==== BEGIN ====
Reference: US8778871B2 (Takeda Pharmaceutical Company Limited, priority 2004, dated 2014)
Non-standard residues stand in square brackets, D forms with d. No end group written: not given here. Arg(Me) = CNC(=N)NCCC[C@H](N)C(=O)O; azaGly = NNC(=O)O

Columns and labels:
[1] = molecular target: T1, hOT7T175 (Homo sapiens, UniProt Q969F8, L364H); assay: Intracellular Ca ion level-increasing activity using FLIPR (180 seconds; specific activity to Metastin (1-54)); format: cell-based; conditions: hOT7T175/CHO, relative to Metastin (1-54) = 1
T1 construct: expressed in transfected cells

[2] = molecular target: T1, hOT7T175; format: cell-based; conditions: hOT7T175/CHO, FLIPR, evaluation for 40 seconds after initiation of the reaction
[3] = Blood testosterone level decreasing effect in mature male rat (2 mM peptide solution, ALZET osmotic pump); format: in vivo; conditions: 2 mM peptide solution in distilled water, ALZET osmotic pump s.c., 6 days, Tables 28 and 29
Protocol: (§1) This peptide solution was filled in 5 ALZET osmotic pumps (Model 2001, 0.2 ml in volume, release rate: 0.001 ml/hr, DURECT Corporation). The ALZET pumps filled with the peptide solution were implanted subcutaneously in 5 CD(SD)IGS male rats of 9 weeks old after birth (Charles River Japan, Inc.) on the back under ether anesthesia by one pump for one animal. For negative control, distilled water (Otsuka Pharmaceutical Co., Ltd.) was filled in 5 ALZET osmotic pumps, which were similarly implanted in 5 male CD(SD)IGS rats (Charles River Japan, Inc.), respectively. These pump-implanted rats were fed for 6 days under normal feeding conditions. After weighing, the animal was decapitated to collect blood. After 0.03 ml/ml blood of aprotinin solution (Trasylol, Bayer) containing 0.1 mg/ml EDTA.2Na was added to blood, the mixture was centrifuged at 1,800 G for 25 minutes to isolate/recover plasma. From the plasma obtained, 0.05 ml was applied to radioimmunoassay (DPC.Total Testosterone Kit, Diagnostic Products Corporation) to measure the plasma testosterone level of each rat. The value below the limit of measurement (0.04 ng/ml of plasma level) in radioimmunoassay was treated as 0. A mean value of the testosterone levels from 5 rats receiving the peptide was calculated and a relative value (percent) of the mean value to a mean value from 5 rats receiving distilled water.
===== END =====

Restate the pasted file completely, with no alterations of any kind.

Reference: US8778871B2 (Takeda Pharmaceutical Company Limited, priority 2004, dated 2014)
Non-standard residues stand in square brackets, D forms with d. No end group written: not given here. Arg(Me) = CNC(=N)NCCC[C@H](N)C(=O)O; azaGly = NNC(=O)O

Columns and labels:
[1] = molecular target: T1, hOT7T175 (Homo sapiens, UniProt Q969F8, L364H); assay: Intracellular Ca ion level-increasing activity using FLIPR (180 seconds; specific activity to Metastin (1-54)); format: cell-based; conditions: hOT7T175/CHO, relative to Metastin (1-54) = 1
T1 construct: expressed in transfected cells

[2] = molecular target: T1, hOT7T175; format: cell-based; conditions: hOT7T175/CHO, FLIPR, evaluation for 40 seconds after initiation of the reaction
[3] = Blood testosterone level decreasing effect in mature male rat (2 mM peptide solution, ALZET osmotic pump); format: in vivo; conditions: 2 mM peptide solution in distilled water, ALZET osmotic pump s.c., 6 days, Tables 28 and 29
Protocol: (§1) This peptide solution was filled in 5 ALZET osmotic pumps (Model 2001, 0.2 ml in volume, release rate: 0.001 ml/hr, DURECT Corporation). The ALZET pumps filled with the peptide solution were implanted subcutaneously in 5 CD(SD)IGS male rats of 9 weeks old after birth (Charles River Japan, Inc.) on the back under ether anesthesia by one pump for one animal. For negative control, distilled water (Otsuka Pharmaceutical Co., Ltd.) was filled in 5 ALZET osmotic pumps, which were similarly implanted in 5 male CD(SD)IGS rats (Charles River Japan, Inc.), respectively. These pump-implanted rats were fed for 6 days under normal feeding conditions. After weighing, the animal was decapitated to collect blood. After 0.03 ml/ml blood of aprotinin solution (Trasylol, Bayer) containing 0.1 mg/ml EDTA.2Na was added to blood, the mixture was centrifuged at 1,800 G for 25 minutes to isolate/recover plasma. From the plasma obtained, 0.05 ml was applied to radioimmunoassay (DPC.Total Testosterone Kit, Diagnostic Products Corporation) to measure the plasma testosterone level of each rat. The value below the limit of measurement (0.04 ng/ml of plasma level) in radioimmunoassay was treated as 0. A mean value of the testosterone levels from 5 rats receiving the peptide was calculated and a relative value (percent) of the mean value to a mean value from 5 rats receiving distilled water.